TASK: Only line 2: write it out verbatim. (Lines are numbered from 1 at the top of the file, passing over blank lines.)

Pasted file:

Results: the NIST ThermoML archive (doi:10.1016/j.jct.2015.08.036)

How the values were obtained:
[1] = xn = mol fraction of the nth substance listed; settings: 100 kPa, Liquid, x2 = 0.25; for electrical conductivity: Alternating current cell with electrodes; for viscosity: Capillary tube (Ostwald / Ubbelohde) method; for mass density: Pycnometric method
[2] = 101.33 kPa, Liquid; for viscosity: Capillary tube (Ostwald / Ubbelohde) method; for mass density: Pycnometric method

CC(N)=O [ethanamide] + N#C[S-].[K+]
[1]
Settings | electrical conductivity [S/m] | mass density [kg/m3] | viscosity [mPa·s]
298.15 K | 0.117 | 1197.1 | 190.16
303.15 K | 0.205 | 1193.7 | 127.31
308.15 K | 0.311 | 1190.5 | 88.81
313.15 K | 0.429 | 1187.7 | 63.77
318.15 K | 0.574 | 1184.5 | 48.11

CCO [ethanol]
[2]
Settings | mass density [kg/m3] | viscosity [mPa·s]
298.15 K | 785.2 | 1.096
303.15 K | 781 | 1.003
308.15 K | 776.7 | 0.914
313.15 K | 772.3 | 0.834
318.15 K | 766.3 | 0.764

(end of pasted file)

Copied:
How the values were obtained: